From 1962 to 1970 the United States Army Corps of Engineers dredged the C-38 Canal down the Kissimmee valley for flood control, shortening the 166 km distance from Lake Kissimmee to Lake Okeechobee to just 90 km. The Kissimmee River was cut and dredged into a 9.1-meter-deep straightaway: the C-38 canal. It has since been realized that this project damaged the river, with the faster water flow leading to major environmental problems in the Kissimmee Valley and Lake Okeechobee. Kissimmee River 截彎取直
After the river channel was straightened, 160 km² of floodplain dried out, reducing the quality of waterfowl habitat by 90 percent. Waterfowl numbers fell more than 90 percent. Catches of largemouth bass in the river were consistently worse after the channelization. Deteriorate water quality of Lake Okeechobee contributing about 25% of the nitrogen and 20% of the phosphorus flowing into the Lake. 渠道化之衝擊 Effects of Channelization
回復洪水又能控制洪水 Restoring Flooding while Controlling Floods After dramatic floods on the Kissimmee River in 1940s hurricanes, the river was given a deep-water flood control channel in the 1960s. But to answer environmental concerns, the old river are being restored. But is flood control is being eliminated? The restoration project itself has one major constraint, and that is a constraint to maintain existing levels of flood protection. We cannot restore the entire length of the channelized Kissimmee River. In fact we're only restoring about half of the historic river's length.
Backfilling( 回填 ) 18.5km of the C-38 canal. Reestablishing 64m of the meandering( 蜿蜒 ) Kissimmee River. Seasonal rains and flows now inundate( 淹沒 ) the floodplain in the restored area. Acquisition of 400km 2 lands needed to complete Kissimmee River Restoration. Kissimmee River Restoration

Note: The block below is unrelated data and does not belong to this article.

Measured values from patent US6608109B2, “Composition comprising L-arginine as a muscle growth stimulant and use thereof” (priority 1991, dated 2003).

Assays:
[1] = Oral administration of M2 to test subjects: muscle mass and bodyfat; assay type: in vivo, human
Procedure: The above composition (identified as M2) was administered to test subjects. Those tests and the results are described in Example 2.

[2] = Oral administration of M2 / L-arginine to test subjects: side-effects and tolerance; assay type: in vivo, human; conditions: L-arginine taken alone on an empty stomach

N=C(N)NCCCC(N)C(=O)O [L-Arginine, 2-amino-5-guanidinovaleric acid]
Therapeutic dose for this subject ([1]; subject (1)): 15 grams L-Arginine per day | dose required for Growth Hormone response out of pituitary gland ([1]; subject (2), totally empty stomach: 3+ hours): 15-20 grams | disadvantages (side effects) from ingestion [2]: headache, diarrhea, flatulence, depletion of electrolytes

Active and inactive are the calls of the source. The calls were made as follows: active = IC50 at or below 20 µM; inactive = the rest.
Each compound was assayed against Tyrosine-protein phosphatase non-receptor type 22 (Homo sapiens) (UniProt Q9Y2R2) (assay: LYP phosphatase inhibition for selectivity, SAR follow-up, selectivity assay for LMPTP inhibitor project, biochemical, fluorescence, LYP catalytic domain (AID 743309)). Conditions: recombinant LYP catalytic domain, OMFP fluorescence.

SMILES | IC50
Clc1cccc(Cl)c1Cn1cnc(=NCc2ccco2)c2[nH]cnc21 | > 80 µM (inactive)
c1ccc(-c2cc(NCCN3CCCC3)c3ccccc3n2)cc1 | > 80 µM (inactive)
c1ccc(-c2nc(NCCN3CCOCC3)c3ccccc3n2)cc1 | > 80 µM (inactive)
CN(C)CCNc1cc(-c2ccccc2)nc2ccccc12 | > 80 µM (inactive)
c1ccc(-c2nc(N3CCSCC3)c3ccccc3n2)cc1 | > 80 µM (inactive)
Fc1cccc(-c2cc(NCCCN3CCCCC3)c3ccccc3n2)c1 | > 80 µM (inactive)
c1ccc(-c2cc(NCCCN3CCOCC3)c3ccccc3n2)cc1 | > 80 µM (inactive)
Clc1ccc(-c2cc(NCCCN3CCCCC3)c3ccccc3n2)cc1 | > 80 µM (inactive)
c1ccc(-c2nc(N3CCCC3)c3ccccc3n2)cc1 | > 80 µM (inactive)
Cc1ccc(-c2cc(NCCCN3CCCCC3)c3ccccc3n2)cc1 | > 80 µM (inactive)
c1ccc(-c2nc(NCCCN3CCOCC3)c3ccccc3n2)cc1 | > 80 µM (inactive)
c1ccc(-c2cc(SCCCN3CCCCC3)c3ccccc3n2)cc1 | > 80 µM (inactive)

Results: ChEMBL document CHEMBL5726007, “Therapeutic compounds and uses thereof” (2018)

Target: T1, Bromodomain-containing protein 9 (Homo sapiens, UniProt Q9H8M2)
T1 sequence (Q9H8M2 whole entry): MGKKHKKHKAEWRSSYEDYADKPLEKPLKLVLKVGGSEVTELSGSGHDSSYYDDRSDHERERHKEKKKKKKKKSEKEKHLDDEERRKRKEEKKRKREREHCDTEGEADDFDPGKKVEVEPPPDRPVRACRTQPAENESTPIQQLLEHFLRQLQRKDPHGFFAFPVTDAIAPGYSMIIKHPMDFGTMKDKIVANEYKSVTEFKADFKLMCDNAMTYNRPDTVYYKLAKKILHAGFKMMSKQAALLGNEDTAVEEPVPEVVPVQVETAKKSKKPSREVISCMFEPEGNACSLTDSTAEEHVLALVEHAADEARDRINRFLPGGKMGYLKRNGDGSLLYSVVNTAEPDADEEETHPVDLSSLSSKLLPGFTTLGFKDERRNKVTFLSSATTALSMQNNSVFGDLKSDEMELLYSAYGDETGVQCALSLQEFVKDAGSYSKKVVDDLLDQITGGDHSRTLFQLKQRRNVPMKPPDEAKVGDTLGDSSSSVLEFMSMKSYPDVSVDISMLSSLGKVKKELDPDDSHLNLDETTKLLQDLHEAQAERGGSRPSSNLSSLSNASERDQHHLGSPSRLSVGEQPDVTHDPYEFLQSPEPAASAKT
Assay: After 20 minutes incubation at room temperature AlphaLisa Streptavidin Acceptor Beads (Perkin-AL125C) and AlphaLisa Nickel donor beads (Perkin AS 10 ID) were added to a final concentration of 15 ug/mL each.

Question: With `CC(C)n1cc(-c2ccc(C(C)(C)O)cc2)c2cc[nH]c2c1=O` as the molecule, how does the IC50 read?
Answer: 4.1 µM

The Comprehensive Everglades Restoration Plan (CERP) The Comprehensive Plan is a framework and guide to restore, protect, and preserve the water resources of central and southern Florida. The Plan has been described as the world's largest ecosystem restoration effort and includes more than 60 major components. Because the region's environment and economy are integrally linked, the Plan provides important economic benefits. Thus, the Plan will result in a sustainable south Florida by restoring the ecosystem, ensuring clean and reliable water supplies, and providing flood protection.
The Comprehensive Everglades Restoration Plan (CERP) The Comprehensive Everglades Restoration Plan, or "CERP", was submitted to Congress in April 1999 and was approved with overwhelming bipartisan support in December 2000. Implementation of the Plan began immediately. The Plan will take more than 30 years to construct, and will cost an estimated $7.8 billion (now $10.9billion), $3.9billion for land acquisition.
The projects will restore damaged wetlands, shellfish beds, coral reefs and reopen fish passages that boost the health and resiliency of our nation’s coastal and Great Lakes communities. Under the American Recovery and Reinvestment Act of 2009, $167 million was provided for marine and coastal habitat restoration.American Recovery and Reinvestment Act of 2009 These Recovery Act projects will put Americans to work while restoring our coasts and combating climate change. Commerce Announces 50 Coastal Restoration Projects ( June 30, 2009)